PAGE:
Celebrating our good and meaningful bodies is a key to help build a solid foundation of sexual discipleship for our kids. As they encounter cultural messages from TV, entertainment, media, and education implying that their gender is meaningless, their body is a mistake, or their sexuality is only about “self expression,” they will have a better understanding of freedom-bringing Truth to stand on. They will begin to realize that human beings, boys and girls, are the crown of God’s creation. And through this posture of wonder, honor, and celebration, our children will be able to celebrate that they and their peers are indeed a marvelous, meaningful masterpiece. That they are image bearers, divinely designed for holy, powerful God-expression in and through their bodies. 

 

Learn how to give your kids a biblical view of sexuality by joining other moms in an online book study through Mama Bear Apologetics Guide to Sexuality. New groups begin in June 2022!

Hear from the book's author Hillary Morgan Ferrer in Java #404: How to Help Your Kids Talk About Sex from a Christian Worldview




 

 

 

Community tags

This content has 0 tags that match your profile.

Topics I'm Interested In

Comments

To leave a comment, login or sign up.

Related Content

3
What's the Purpose of Your Sexuality, Really?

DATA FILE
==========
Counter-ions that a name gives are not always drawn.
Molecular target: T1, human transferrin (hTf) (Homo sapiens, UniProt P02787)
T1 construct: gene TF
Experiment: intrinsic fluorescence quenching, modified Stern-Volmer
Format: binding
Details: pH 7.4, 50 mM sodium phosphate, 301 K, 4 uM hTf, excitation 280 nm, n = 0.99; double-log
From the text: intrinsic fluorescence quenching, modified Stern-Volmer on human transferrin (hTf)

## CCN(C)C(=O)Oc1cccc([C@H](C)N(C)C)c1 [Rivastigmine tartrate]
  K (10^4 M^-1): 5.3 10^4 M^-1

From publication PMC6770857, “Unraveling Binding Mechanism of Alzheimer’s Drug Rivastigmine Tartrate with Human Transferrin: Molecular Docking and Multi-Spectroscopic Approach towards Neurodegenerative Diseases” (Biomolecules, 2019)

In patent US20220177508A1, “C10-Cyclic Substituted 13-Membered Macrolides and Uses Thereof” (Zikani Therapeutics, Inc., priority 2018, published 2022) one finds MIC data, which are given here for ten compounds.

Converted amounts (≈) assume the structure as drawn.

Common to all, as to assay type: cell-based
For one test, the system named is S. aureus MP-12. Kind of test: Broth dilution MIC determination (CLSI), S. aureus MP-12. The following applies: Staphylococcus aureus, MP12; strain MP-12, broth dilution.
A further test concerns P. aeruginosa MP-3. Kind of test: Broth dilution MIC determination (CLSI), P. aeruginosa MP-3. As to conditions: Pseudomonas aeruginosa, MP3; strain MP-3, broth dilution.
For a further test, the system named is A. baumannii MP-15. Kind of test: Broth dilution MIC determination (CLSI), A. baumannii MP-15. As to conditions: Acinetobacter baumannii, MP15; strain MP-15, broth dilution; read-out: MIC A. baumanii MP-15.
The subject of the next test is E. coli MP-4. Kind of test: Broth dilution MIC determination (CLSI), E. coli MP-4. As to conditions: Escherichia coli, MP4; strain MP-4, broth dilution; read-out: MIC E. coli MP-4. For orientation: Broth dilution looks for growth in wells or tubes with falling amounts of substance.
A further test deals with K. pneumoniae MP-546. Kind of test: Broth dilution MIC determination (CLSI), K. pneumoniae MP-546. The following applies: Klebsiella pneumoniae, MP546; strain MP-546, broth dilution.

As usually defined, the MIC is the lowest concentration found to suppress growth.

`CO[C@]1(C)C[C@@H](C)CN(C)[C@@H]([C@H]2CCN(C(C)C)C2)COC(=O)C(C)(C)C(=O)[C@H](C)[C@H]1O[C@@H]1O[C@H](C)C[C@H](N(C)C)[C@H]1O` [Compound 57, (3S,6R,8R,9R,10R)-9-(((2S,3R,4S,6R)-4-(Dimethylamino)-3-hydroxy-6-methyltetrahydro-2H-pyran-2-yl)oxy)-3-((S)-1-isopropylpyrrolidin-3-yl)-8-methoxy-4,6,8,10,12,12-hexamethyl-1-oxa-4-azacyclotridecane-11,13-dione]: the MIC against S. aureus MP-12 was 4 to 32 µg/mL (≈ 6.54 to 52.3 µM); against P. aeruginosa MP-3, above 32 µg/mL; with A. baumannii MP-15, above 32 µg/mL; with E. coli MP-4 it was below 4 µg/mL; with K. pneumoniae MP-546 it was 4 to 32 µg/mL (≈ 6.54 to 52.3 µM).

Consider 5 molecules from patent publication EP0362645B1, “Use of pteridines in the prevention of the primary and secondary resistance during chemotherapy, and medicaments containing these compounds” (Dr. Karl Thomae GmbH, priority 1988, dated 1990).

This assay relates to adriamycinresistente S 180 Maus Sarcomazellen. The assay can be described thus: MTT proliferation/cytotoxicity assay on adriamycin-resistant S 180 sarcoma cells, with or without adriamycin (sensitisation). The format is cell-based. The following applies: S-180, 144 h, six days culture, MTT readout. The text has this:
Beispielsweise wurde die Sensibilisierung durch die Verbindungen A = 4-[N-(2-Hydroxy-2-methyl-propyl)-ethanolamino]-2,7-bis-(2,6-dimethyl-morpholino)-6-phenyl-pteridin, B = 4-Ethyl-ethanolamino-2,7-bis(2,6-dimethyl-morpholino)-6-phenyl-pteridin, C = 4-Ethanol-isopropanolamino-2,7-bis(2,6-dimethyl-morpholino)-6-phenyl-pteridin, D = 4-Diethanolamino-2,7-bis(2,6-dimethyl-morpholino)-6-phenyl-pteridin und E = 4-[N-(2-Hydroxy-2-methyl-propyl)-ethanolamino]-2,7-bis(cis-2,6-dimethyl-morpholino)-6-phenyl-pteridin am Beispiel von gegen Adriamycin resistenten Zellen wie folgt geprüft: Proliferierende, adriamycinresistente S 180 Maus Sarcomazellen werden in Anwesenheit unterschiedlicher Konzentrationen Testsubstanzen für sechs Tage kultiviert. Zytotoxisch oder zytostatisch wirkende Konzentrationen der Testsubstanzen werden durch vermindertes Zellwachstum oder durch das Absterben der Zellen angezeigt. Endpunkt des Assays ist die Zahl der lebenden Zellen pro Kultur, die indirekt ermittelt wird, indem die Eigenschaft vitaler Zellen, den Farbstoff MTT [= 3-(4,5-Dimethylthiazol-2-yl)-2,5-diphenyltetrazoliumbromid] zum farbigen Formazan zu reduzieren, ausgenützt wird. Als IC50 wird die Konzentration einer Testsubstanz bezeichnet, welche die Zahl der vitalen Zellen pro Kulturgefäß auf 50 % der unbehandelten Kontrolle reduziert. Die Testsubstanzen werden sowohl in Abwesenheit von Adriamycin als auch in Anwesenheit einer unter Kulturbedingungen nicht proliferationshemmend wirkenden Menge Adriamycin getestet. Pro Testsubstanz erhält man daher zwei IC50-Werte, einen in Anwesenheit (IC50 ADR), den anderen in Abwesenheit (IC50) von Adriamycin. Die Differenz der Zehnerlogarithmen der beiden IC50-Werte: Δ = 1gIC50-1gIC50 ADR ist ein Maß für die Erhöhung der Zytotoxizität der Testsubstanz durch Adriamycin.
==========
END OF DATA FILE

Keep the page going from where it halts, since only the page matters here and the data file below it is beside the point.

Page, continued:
(Presione aquí para leer en español). If someone asks you, “What are your thoughts on cohabitation?” or “Do you believe God is ok with gay marriage?” how would you respond?  To answer those questions, you will (without even realizing it) tap into your underlying beliefs about the purpose of sexuality.  Every opinion you have about sexual issues is rooted in a larger narrative of what you believe about sex—and ultimately, God. Your sexual narrative is the background that helps you make sense of sexuality. It’s the backstory on why our sexual experiences and choices should matter.  Our culture’s changing views on issues like living together or gender fluidity come from an evolution in our sexual narrative. The larger culture now predominantly tells a humanistic narrative that honors human sexuality as a primary form of self-expression and identity.  In a recent study, the Barna group concluded, “Sex has become less a function of procreation or an expression of intimacy and more of a personal experience. To have sex is increasingly seen as a pleasurable and important element in the journey toward self-fulfillment.” If sex is an important part of self-fulfillment, experimentation and sexual “freedom” become very important avenues to maturity.  In contrast to this narrative, the traditional church narrative presents sexuality as a “pass or fail” test of moral character and religious commitment. In my last blog post, I wrote about the limitations of the traditional “purity narrative” of sexuality. If you read that post, you might have been left wondering. If “saving yourself for marriage” isn’t the complete Christian narrative about sex, then what is? To understand the fuller picture of Christianity and sex, we need to start with the premise that sexuality isn’t just about what happens here on earth. It was created by God as something sacred. Sexuality is fundamentally linked to intimacy. As much as our culture tries to push the concept of “casual sex,” there is nothing casual about it. Sexuality, as created by God, taps into our deepest longings and vulnerabilities.  Sexuality must first and foremost be understood as an earthly aspect of humanity that points to a heavenly truth. That truth is that we were made for intimacy. We were created with deep longings to be known, embraced, and loved eternally by a God who will never leave us nor forsake us.  We cannot understand marriage and sexuality until we understand what they were designed to point to. Our sexual longings symbolize the experience of being incomplete. A sexual encounter at best provides a momentary taste of what we were created to experience for eternity. Even within marriage, we continue to have these longings because marriage was never meant to fully satisfy them. C.S. Lewis eloquently states the angst of desire and disappointment: “The longing for a union which only flesh can mediate while the flesh, our mutually excluding bodies, renders it forever unattainable.” Marriage is the metaphor for the answer—not the answer itself!  God created the covenant of marriage to be an earthly experience that points to the eternal reality that Jesus Christ is the Bridegroom of His Church. He pursued her, sacrificed to make her holy, and was united with her through the ministry of the Holy Spirit. As Christians, we are most fulfilled when we abide deeply with God. We get glimpses of that intimacy here on earth, but we are still left wanting! As Paul says, all creation groans for Christ to come and claim His people. While the cultural narrative worships sex as a source of our personal fulfillment, the biblical narrative presents sex as a sacred picture of longing, unity, and covenant. Its power is not in attaining sexual satisfaction but in recognizing the deeper longing it represents. This narrative gives a greater context to all things sexual. It explains the why behind the what.  It also helps us understand why sexual intimacy is celebrated within marriage but wrong when it happens apart from a covenant. It fleshes out why sexual betrayal is so difficult to recover from. Within this narrative, male and female are not interchangeable, because they represent Christ and the church. The Christian “rules” around our sexuality are there because they frame the picture of the true purpose of our sexuality. We were not created for sexual expression. We were not even created for marriage. We were created for intimacy. The greatest sex in marriage is a wonderful thing, but still a temporal pleasure meant to point to deeper longings. This is why the New Testament holds singleness in such high esteem. The ultimate good for a Christian is not a happy marriage but surrender to and unity with Christ Himself. Marriage and sexuality are holy metaphors to be honored but should never become idols that overshadow our longing to know God Himself.  Over the past several years, I’ve been studying and “unpacking” this biblical metaphor. The deeper I press into this mystery (and it is a mystery!), the more I’m understanding God’s heart for our sexuality. It helps me put into context my struggles as a wife, the disappointments I see and experience, and also why everything sexual is such a massive spiritual battlefield. My heart for you is that as you engage with Authentic Intimacy materials, you are not simply learning the Christian “rules” about sex, but are encountering God’s heart for you. Sex is not just about sex. It is a physical way that you experience what you were created for… eternal intimacy with a faithful God.    Read the first and second blog in this series. You may also find these follow-up resources helpful:  Java with Juli #218: Rethinking Sexuality in Your Life (member exclusive) Java with Juli #160: Why God Created You to Be Sexual Java with Juli #166: We Are All Sexually Broken  Java with Juli #182: Your Generation and Your View of Sexuality